As of Tuesday, I will have been divorced for a full year. It’s pretty surreal. It feels simultaneously much shorter and much longer a time than that.
It’s been quite a year, filled with a bunch of dating (yay, Tinder!) and learning how to be by myself again. Admittedly, I’m still working on the latter.
I get antsy when I’m alone too much (probably because I’m home all day for my job) and I want to go out more. Though I don’t necessarily want the bills that will stem from that, so it’s an ongoing balancing act.
Still, I get bored just watching TV or reading. I crave interaction with people — over and above the folks I see/the cashiers I talk to when I run errands. The week of Thanksgiving, I spent four straight days completely by myself, and it was downright lonely. Which isn’t good for my mental health.
But overall, I think I’ve adjusted pretty well, which is a good thing, since the divorce was my idea and mine alone.
On my own
Frankly, I’ve been having a grand old time being divorced. Not just because of all the dating young guys — though that definitely added to the fun. It’s been great to be by myself and be emotionally stable for the first time in my life.
One thing Tim did do — and for which I’m forever grateful — is force me to go back to a psychiatric nurse to get reevaluated. That’s when we found out I have Bipolar II disorder, and the change in meds made a world of difference.
And it turns out that having one less person to worry about made those drugs work even better!
And of course this is the first time I’ve ever been financially stable as a single adult. As you may recall, I spent my 20s struggling to find work I could do to support myself and eventually went on disability, which is where I was financially when I met Tim: living on $700 a month with $550 rent.
Now I have a very healthy salary, and I’ve been able to sock away a lot of money this year into retirement accounts. In fact, I’m set to max out my SEP this year, which means I’ll have put away about $20,000 toward retirement this year (between it and my Roth).
That’s hard for me to wrap my head around.
Being generous (sorta) with myself
Meanwhile, I’m learning to indulge myself (within reason) by not imposing too strict a budget, though I obviously still want to live somewhat leanly. Specifically, I want to make sure I can live on under $40,000 a year in case that’s all I have in retirement (while having an aging house/ appliances).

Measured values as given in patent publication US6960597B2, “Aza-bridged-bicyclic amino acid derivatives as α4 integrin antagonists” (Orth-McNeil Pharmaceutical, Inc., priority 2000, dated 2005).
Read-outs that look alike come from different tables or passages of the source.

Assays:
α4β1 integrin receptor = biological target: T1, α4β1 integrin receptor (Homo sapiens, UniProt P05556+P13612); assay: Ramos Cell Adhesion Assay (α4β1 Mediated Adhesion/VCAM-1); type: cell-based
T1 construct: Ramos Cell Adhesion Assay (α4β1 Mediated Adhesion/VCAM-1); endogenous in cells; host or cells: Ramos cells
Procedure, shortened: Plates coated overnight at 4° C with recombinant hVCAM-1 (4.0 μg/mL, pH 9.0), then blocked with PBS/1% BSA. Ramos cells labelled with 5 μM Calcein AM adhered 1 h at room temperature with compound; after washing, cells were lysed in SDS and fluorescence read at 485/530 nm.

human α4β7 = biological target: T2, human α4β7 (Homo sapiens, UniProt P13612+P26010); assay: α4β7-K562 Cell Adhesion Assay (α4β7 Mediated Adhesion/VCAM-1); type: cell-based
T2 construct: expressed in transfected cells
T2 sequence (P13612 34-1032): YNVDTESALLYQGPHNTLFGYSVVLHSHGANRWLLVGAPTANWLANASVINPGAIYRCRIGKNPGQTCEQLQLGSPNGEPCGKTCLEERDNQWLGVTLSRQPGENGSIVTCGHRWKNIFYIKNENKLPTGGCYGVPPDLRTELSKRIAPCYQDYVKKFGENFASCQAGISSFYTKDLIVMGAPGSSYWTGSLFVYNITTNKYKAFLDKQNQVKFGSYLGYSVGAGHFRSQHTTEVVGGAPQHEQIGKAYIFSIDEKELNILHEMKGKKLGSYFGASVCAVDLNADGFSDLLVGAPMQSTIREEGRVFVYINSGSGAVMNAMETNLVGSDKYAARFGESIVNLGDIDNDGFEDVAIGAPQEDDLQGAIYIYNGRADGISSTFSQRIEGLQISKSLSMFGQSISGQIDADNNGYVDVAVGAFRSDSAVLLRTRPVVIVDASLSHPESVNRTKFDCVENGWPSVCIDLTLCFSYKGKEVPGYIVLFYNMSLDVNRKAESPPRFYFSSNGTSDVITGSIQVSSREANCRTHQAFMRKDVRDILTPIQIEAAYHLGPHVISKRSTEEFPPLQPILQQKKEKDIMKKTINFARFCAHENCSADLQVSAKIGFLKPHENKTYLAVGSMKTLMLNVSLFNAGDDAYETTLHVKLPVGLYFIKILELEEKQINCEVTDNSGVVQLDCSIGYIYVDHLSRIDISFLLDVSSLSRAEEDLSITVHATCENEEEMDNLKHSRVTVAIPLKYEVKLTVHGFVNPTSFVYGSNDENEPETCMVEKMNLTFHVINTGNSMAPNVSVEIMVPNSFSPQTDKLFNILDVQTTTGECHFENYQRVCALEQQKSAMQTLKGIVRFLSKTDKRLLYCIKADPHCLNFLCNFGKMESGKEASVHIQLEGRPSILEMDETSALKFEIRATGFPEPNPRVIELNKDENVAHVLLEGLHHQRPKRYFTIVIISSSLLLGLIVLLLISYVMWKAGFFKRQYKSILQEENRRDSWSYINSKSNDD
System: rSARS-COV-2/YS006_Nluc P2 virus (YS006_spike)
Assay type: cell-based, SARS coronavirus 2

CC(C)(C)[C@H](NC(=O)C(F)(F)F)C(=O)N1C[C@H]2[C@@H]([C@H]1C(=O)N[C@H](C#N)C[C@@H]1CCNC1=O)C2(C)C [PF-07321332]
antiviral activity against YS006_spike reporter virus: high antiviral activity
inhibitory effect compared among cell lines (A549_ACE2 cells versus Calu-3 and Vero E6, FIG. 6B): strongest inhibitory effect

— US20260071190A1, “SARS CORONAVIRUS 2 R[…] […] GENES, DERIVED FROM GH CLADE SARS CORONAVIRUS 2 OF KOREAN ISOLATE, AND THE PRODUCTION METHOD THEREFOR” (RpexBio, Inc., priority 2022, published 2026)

Still, I’m being less draconian than I felt like I had to be when Tim and I were together. Then, the rest of our expenses were so high, I felt like we couldn’t afford to go out and do things.
Now I’m allowing myself about $100 a month to go out with friends (though last month I severely busted that). Of course, I hope I don’t spend the whole amount every month, but I’m giving myself permission to enjoy myself. Plus I’m allowing some money to eat out at trivia (gotta support the bar, as my readers once drilled into me). And some money for weekly takeout.
All together, it’s far more than I’m necessarily comfortable with — about $225 a month all told — but I’m trying to give myself rein to enjoy the present a bit more and not always be living for the future.
Similarly, I’m now back to getting a massage each month, though I get it at a discounted rate of $50. I have the option for a second massage a month at $40, so I may even indulge in that sometimes. (Like this month, for example, because my neck is really bad lately.)
Who I am
But budget aside, I guess I just feel like I’m finally finding myself. I spent so long — 12 years, but who’s counting? — taking someone else’s tastes and hobbies into account, learning about things I wasn’t necessarily interested in (comic books, for example).